These are some interesting terms in reference to felting

BASONING:  
a treatment of heating and steaming

PLANKING:
  dipped into a solution to toughen and make stiffer,stronger

FULLING:
condensing is a natural result of the felting properties on wool.  Shrinkage takes place because the fibers are drawn together. As a result, the fabric has a "fuller" look,  more compact body.

TENTURING
is the process applied at various stages of felting. Usually, wet fiber is tentered.   The primary purpose is to dry and even out the fabric width.  A tenturing frame can be used.  A blast of hot air quickly removes any moisture.

CRABBING
A process called crabbing is used in finishing the wool   felt.  The process ensures that the fabric is stretched or loosened as nescessary and evens out the thickness of the fabric. Crabbing prevents the formation of creases or  uneven shrinkage.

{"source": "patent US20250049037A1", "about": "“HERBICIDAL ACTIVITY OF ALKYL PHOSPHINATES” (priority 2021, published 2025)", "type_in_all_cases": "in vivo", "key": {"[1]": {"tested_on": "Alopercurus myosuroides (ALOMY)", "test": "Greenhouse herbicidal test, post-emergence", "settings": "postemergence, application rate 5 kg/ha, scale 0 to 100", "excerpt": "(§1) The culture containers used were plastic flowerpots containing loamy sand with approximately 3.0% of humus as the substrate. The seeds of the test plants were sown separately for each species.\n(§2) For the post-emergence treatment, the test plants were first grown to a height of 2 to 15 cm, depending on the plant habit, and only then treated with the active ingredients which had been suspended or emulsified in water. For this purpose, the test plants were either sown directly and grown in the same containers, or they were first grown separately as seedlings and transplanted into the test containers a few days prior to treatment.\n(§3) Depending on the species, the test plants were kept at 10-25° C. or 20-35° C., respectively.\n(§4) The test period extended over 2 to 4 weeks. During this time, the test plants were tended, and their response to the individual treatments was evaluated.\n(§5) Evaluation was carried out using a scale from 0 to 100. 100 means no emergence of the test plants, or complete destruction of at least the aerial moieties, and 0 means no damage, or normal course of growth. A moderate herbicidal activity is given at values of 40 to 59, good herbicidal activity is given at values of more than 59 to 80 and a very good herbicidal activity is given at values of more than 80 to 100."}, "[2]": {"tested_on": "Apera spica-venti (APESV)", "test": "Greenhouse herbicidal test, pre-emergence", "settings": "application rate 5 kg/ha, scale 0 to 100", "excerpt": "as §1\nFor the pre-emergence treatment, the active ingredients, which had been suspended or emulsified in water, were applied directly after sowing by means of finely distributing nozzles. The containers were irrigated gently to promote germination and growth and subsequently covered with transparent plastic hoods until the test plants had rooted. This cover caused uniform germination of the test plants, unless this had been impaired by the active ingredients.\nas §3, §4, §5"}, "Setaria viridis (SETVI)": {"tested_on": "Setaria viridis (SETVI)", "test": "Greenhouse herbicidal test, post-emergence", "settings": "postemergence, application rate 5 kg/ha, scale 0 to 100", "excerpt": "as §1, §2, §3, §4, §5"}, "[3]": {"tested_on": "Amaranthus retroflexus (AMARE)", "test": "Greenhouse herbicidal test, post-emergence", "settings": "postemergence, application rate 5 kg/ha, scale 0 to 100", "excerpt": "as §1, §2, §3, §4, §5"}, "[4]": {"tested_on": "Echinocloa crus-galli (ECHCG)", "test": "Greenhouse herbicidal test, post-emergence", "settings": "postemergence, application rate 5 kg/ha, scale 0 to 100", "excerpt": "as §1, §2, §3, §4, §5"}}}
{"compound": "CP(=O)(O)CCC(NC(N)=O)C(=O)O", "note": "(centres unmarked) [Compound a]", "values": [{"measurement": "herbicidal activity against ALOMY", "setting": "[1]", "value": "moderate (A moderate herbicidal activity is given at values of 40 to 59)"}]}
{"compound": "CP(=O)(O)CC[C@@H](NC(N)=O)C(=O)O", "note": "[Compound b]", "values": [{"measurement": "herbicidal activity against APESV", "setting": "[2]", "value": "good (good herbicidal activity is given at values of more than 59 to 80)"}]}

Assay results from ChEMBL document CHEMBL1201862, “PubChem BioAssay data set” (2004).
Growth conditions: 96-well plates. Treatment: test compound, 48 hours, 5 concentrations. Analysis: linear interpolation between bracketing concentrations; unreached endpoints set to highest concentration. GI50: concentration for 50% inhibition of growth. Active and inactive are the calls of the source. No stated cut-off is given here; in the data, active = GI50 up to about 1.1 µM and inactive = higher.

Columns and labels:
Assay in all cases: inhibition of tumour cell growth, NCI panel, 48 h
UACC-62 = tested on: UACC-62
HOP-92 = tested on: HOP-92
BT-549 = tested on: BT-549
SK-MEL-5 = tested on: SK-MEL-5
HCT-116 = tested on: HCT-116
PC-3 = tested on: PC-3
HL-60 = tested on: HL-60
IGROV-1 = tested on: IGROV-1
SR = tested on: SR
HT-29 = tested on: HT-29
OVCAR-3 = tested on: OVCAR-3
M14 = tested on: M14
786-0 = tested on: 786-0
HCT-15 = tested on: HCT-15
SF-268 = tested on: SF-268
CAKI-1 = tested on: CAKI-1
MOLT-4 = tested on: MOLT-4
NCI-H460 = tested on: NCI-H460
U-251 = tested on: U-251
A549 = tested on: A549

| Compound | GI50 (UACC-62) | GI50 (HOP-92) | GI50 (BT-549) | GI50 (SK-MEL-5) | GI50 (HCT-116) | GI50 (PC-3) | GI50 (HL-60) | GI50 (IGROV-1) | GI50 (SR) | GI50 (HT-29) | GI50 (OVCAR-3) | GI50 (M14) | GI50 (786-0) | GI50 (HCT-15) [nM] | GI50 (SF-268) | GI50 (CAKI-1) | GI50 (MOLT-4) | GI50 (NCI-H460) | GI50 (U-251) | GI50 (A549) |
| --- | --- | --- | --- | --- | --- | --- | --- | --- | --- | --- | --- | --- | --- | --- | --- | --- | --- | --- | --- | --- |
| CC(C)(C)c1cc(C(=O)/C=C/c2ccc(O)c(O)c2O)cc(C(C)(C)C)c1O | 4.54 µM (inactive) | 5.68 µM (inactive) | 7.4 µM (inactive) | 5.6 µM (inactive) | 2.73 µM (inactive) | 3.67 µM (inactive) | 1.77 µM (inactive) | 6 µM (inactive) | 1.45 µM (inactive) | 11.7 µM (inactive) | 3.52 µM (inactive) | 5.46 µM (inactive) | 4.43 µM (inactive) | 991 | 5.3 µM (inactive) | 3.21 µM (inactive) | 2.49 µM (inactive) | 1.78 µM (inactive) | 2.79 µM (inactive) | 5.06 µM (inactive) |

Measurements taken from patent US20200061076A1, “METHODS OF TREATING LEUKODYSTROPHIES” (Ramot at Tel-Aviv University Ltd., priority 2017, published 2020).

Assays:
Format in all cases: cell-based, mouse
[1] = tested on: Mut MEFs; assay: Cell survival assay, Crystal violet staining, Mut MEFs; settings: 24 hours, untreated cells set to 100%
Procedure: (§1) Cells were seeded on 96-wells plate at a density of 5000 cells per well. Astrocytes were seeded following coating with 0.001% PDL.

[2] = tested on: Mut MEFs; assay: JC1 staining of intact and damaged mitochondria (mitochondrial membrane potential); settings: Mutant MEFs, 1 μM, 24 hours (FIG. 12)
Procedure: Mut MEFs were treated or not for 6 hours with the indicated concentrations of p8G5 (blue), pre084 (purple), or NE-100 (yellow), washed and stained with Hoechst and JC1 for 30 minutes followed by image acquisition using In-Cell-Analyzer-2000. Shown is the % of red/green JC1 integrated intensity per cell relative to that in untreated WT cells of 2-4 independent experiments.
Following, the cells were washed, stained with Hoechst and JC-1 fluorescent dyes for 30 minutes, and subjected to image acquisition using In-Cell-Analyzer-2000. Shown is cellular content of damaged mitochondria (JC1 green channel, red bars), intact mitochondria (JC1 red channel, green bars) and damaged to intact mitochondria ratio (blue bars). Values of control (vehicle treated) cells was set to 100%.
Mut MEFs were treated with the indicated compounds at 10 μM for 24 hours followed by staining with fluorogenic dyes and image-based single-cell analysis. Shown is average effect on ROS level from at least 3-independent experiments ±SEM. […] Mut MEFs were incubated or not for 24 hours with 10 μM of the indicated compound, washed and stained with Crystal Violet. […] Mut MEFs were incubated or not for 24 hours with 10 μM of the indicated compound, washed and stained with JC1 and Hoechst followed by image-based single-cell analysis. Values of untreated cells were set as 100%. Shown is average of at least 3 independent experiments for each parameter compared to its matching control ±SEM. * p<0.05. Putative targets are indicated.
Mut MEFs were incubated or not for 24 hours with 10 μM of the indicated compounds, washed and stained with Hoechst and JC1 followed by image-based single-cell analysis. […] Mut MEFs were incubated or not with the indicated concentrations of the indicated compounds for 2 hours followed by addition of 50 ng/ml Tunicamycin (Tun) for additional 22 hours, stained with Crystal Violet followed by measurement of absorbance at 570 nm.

DECATING:
is one of many possible finishing processes applied to wool fabric.  This process sets up the nap and develops a luster. Wet decating material is wound tightly on a perforated iron roller and immersed through trough of hot water that forces the water through the fabric. Dry decating steam is used instead of water.

GIGGING:
is a raising process.  The fabric is saturated with water, the fibers of moist wool raises and curls and then shrinks. When this is brushed out in one direction the fibers are smooth and lustrous, brushed the other direction the fibers can stand up and give a halo effect.

BUMPING:
term used for the process of final felting of a hood, further compressing and felting of hoods are done in a bumping machine

CARROTING:
Preliminary treatment of wool for fur with acids, which curls the fibers. It produces a reddish yellow color... thus it's name

POUNCING:
rubbing down the outside of felt hats with pumice stone, sand paper or emery paper to produce a very smooth surface

MULLING:
is a dampening of the felt with a fine mist or steam before blocking

This page was last updated on: January 7, 2008
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